In the description given to this point, the front-to-back thickness T of the shelving cases 12 has not been specifically discussed and it can be assumed that in one embodiment of the invention all of the cases are the same and that front-to-back adjacent cases are mounted with a minimum spacing in order that they may be moved as described without obstructing each other. However, it is contemplated that an assembly 10 may be constructed from a plurality of cases of two or more different case thicknesses. Practical case constructions have been made of thicknesses T varying from approximately 5 inches to 12 inches.

Since it is desirable to have the system 10 mounted relatively precisely horizontal to prevent significant shelving case self-movement, as well as to avoid the undesirable condition of a case moving force being substantially greater in one direction than in another, the pedestal is adjustable. The pedestal 40 is seen in FIG. 6 to be generally rectangular and include preferably six (6) separate height adjustment means 62, three along one long edge of the pedestal and a remaining three along the other parallel long edge. Each height adjustment means 62 includes a threaded rod 64 with a configured outer head 66 for tool reception (e.g., hex-headed) and a glide 68 on the opposite end. Each means 62 is threaded onto an inner wall 70 of the pedestal and can be individually adjusted vertically to accommodate any unevenness of the underlying floor. The top surface 72 of the pedestal includes a plurality of predetermined spaced apart openings 74 arranged in preferably two or more different lines across the width W which are used to mount guides 41 of the different shelving cases to the pedestal in appropriately spaced relation.

A generally L-shaped cover plate 76 is slidable under the front facing surface of the pedestal to cover any mounting “gaps” that may be formed during leveling adjustments. Specifically as best shown in FIG. 7, the upright wall 78 of plate 76 extends upwardly on assembly to cover a gap G between the pedestal front wall and the floor surface (not shown). The base wall 80 of plate 76 has a turned up terminus 82 which, when the glide/s of one or more leveling means 62 rest on the base wall 80, prevents the cover plate from inadvertently being moved out of covering relation to the gap G.

Although the present invention is described in connection with preferred embodiments, it is to be understood that those skilled in the appertaining arts may contemplate modifications that come within the spirit of the invention as described and within the ambit of the appended claims.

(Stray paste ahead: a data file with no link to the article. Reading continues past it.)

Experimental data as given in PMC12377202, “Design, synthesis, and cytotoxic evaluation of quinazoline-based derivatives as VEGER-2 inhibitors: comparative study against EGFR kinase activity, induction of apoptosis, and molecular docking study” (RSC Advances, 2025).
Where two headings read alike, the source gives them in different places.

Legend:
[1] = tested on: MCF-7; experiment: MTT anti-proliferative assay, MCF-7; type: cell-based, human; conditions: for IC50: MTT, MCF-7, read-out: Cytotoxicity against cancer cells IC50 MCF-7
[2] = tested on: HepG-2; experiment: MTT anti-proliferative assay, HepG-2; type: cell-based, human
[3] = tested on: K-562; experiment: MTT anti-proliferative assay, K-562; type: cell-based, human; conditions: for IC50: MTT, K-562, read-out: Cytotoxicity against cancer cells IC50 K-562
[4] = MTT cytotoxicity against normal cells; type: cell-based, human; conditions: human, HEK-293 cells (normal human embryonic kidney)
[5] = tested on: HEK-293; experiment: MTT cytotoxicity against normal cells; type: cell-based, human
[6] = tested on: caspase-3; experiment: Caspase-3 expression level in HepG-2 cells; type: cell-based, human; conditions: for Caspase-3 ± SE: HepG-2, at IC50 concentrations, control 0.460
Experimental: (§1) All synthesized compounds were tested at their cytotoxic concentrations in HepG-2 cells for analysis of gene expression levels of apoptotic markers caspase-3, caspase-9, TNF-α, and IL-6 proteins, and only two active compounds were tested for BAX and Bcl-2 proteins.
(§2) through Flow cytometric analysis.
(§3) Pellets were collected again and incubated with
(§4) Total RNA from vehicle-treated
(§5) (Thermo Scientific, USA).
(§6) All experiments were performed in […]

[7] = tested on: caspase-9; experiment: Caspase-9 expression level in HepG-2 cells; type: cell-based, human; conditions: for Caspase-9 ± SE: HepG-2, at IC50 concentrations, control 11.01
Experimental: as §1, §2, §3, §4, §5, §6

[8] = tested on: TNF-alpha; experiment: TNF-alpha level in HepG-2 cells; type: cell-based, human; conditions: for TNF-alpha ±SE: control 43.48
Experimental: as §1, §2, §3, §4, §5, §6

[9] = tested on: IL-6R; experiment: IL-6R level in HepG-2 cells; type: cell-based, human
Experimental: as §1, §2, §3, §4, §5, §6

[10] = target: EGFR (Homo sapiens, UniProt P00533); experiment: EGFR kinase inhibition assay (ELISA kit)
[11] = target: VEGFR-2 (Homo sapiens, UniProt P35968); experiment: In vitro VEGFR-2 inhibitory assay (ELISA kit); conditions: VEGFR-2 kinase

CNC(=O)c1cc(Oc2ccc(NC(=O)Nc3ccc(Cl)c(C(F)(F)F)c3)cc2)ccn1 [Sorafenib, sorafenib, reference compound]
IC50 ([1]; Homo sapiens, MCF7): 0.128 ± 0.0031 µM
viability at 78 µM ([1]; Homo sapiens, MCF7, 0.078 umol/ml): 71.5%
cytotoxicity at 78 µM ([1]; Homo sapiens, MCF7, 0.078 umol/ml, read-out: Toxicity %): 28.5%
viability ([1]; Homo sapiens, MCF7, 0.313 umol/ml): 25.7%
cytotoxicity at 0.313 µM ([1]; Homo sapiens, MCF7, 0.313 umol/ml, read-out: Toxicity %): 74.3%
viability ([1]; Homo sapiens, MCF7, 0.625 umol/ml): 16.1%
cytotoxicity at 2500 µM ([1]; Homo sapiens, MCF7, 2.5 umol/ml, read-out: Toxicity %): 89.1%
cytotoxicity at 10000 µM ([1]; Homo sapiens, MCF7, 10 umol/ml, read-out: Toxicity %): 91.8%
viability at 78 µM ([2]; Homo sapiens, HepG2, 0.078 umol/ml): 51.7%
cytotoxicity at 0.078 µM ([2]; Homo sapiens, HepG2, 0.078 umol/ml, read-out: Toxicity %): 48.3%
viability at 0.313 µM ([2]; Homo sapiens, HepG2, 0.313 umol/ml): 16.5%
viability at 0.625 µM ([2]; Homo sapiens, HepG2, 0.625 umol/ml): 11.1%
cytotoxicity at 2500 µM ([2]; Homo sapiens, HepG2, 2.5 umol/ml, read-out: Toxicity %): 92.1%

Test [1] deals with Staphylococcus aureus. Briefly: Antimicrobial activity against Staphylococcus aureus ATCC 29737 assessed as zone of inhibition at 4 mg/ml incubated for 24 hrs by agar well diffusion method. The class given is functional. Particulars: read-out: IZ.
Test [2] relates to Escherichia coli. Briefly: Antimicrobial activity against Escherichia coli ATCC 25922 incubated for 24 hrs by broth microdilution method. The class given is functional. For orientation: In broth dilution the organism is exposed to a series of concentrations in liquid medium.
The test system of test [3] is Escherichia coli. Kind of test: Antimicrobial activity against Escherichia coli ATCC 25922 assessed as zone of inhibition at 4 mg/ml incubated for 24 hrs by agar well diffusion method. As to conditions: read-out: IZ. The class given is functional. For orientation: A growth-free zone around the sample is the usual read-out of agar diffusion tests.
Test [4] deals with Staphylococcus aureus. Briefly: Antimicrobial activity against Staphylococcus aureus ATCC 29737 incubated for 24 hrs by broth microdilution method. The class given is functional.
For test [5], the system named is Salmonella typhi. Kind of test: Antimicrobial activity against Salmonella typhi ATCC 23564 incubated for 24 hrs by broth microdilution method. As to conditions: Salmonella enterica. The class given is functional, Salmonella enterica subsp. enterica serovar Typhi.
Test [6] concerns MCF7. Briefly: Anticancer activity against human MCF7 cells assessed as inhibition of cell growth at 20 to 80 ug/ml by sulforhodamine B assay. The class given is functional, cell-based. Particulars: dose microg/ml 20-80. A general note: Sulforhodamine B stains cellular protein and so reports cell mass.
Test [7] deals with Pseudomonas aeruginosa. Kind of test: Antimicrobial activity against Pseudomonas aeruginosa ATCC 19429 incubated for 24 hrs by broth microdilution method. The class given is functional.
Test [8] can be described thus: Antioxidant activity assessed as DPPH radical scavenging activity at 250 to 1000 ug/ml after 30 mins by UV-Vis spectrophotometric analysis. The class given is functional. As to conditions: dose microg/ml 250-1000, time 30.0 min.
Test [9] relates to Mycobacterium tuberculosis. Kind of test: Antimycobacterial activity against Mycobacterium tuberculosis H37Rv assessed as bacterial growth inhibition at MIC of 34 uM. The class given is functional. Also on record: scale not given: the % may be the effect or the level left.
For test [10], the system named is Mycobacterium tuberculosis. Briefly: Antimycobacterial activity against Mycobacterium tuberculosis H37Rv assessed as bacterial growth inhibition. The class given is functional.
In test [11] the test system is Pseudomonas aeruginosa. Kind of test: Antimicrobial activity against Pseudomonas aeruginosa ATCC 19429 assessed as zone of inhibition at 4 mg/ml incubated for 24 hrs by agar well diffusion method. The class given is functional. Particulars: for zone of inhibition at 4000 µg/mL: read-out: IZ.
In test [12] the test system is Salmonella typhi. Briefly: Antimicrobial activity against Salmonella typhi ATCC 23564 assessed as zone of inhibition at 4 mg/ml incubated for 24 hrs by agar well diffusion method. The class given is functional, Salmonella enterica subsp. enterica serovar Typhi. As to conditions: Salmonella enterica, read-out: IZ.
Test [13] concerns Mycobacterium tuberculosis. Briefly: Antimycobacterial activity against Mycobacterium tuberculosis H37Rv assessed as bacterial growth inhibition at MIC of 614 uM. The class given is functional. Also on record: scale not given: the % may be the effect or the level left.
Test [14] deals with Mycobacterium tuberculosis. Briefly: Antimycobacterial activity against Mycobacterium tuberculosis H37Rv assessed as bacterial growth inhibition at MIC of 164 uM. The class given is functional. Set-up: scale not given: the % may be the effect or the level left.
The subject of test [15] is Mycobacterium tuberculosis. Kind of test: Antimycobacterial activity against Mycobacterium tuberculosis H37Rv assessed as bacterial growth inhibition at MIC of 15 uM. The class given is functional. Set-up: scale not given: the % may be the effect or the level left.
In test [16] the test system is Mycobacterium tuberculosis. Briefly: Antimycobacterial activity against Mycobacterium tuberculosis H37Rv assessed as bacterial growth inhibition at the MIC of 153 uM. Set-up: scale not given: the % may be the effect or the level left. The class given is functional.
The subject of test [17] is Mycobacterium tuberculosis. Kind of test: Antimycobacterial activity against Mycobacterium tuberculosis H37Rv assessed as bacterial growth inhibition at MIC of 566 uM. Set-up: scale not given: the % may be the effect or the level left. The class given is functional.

Patent Citations
Cited PatentFiling datePublication dateApplicantTitle
US2680326 *Dec 16, 1950Jun 8, 1954Hirsh Mfg Co SaSupporting and leveling device
US3592423 *Sep 12, 1969Jul 13, 1971Korfund Dynamics CorpLeveling mounting
US5072838 *Jul 6, 1990Dec 17, 1991Engineered Data Products, Inc.Tape cartridge storage system
US5205627 *Mar 14, 1991Apr 27, 1993Ripp Mobile System, Inc.Modular anti-tip lateral mobile storage system
US5226549 *Feb 5, 1992Jul 13, 1993Engineered Data Products, Inc.Cartridge protector for sliding rack storage systems and method therefore
US5341944 *Jan 14, 1993Aug 30, 1994Wright Line, Inc.Modular library system with stationary and mobile racks for storage of computer catridges
US5533457 *Nov 10, 1994Jul 9, 1996Falcon Products, Inc.Leveling mechanism adjustable glide
US5624166 *Jun 1, 1995Apr 29, 1997Theken; Randall R.Anti-tip guard for mobile filing cabinets
US5899422 *Apr 18, 1997May 4, 1999Roman WielandAdjustable furniture leg extension
US5943967 *Nov 14, 1997Aug 31, 1999Morgan Marshall Industries, Inc.Mobile pharmacy shelving
US5967346 *Apr 18, 1997Oct 19, 1999Engineered Data Products, IncorporatedSupplemental storage rack system for expansion of storage capacity of high density storage rack system
US5967472 *Apr 3, 1997Oct 19, 1999Bsh Bosch Und Siemens Hausgeraete GmbhHeight-adjusting device for an adjusting foot of a household appliance
US6349907 *Jun 16, 2000Feb 26, 2002Herman Miller, Inc.Height adjustable glide device
USRE35047 *Nov 1, 1993Oct 3, 1995Wright Line, Inc.Side-sliding storage rack for 3480 cartridges
GB2061860A * Title not available
Referenced by
Citing PatentFiling datePublication dateApplicantTitle
US9051779Nov 6, 2012Jun 9, 2015Material Control, Inc.Dual track ladder for use with mobile shelving
US20030160547 *Feb 26, 2002Aug 28, 2003Cda Industries, Inc.Cold vault shelving system
US20070079735 *Oct 7, 2005Apr 12, 2007Bobis Arthur HMovable shelving system and method
US20080237165 *Jun 9, 2008Oct 2, 2008Bobis Arthur HMovable shelving system and method
U.S. Classification108/102, 108/143
International ClassificationA47B91/00, A47B53/00
Cooperative ClassificationA47B91/005, A47B53/00
European ClassificationA47B91/00S, A47B53/00
Legal Events
May 12, 2006FPAYFee payment
Year of fee payment: 4
May 10, 2010FPAYFee payment
Year of fee payment: 8
Jul 13, 2011ASAssignment
Effective date: 20110708
Aug 25, 2014FPAYFee payment
Year of fee payment: 12